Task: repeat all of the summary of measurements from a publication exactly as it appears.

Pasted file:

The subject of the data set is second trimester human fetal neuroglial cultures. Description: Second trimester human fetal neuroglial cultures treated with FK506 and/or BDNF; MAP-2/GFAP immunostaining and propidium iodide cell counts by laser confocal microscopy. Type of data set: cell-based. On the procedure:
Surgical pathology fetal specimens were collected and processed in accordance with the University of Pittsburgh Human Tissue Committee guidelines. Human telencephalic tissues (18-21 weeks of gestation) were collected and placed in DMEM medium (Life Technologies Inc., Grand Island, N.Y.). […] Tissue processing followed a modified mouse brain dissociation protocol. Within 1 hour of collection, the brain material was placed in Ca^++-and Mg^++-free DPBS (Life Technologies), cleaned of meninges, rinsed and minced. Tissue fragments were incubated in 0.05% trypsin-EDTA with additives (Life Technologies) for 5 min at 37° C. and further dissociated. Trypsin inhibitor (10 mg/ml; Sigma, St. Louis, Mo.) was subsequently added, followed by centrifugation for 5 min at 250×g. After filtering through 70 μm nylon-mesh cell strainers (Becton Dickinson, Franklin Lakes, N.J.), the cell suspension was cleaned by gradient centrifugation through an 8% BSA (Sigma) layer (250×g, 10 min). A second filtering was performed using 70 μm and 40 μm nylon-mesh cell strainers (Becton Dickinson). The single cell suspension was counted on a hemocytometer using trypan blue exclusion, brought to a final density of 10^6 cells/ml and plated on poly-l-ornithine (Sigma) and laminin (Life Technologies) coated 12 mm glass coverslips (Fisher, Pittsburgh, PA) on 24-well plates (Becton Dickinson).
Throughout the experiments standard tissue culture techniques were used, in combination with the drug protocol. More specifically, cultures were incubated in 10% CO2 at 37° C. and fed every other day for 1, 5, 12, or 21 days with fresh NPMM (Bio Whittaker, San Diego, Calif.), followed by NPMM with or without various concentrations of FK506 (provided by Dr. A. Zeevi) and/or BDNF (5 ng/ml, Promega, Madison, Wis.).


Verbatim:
The subject of the data set is second trimester human fetal neuroglial cultures. Description: Second trimester human fetal neuroglial cultures treated with FK506 and/or BDNF; MAP-2/GFAP immunostaining and propidium iodide cell counts by laser confocal microscopy. Type of data set: cell-based. On the procedure:
Surgical pathology fetal specimens were collected and processed in accordance with the University of Pittsburgh Human Tissue Committee guidelines. Human telencephalic tissues (18-21 weeks of gestation) were collected and placed in DMEM medium (Life Technologies Inc., Grand Island, N.Y.). […] Tissue processing followed a modified mouse brain dissociation protocol. Within 1 hour of collection, the brain material was placed in Ca^++-and Mg^++-free DPBS (Life Technologies), cleaned of meninges, rinsed and minced. Tissue fragments were incubated in 0.05% trypsin-EDTA with additives (Life Technologies) for 5 min at 37° C. and further dissociated. Trypsin inhibitor (10 mg/ml; Sigma, St. Louis, Mo.) was subsequently added, followed by centrifugation for 5 min at 250×g. After filtering through 70 μm nylon-mesh cell strainers (Becton Dickinson, Franklin Lakes, N.J.), the cell suspension was cleaned by gradient centrifugation through an 8% BSA (Sigma) layer (250×g, 10 min). A second filtering was performed using 70 μm and 40 μm nylon-mesh cell strainers (Becton Dickinson). The single cell suspension was counted on a hemocytometer using trypan blue exclusion, brought to a final density of 10^6 cells/ml and plated on poly-l-ornithine (Sigma) and laminin (Life Technologies) coated 12 mm glass coverslips (Fisher, Pittsburgh, PA) on 24-well plates (Becton Dickinson).
Throughout the experiments standard tissue culture techniques were used, in combination with the drug protocol. More specifically, cultures were incubated in 10% CO2 at 37° C. and fed every other day for 1, 5, 12, or 21 days with fresh NPMM (Bio Whittaker, San Diego, Calif.), followed by NPMM with or without various concentrations of FK506 (provided by Dr. A. Zeevi) and/or BDNF (5 ng/ml, Promega, Madison, Wis.).